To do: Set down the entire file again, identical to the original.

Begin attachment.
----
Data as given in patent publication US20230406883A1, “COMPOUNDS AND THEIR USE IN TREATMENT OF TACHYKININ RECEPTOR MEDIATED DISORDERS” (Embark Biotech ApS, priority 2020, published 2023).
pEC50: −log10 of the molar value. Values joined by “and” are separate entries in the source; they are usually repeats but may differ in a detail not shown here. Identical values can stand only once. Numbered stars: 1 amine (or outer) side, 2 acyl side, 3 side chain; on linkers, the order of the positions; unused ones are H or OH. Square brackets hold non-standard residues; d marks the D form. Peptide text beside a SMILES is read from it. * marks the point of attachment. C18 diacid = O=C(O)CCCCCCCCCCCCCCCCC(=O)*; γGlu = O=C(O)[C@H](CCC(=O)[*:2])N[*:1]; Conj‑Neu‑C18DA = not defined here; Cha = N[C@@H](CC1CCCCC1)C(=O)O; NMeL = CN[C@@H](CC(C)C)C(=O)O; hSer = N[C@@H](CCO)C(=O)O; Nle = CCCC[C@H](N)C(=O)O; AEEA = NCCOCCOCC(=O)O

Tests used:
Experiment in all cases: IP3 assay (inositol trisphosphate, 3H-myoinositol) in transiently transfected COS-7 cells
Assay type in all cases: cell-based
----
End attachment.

Data as given in patent publication US20230406883A1, “COMPOUNDS AND THEIR USE IN TREATMENT OF TACHYKININ RECEPTOR MEDIATED DISORDERS” (Embark Biotech ApS, priority 2020, published 2023).
pEC50: −log10 of the molar value. Values joined by “and” are separate entries in the source; they are usually repeats but may differ in a detail not shown here. Identical values can stand only once. Numbered stars: 1 amine (or outer) side, 2 acyl side, 3 side chain; on linkers, the order of the positions; unused ones are H or OH. Square brackets hold non-standard residues; d marks the D form. Peptide text beside a SMILES is read from it. * marks the point of attachment. C18 diacid = O=C(O)CCCCCCCCCCCCCCCCC(=O)*; γGlu = O=C(O)[C@H](CCC(=O)[*:2])N[*:1]; Conj‑Neu‑C18DA = not defined here; Cha = N[C@@H](CC1CCCCC1)C(=O)O; NMeL = CN[C@@H](CC(C)C)C(=O)O; hSer = N[C@@H](CCO)C(=O)O; Nle = CCCC[C@H](N)C(=O)O; AEEA = NCCOCCOCC(=O)O

Tests used:
Experiment in all cases: IP3 assay (inositol trisphosphate, 3H-myoinositol) in transiently transfected COS-7 cells
Assay type in all cases: cell-based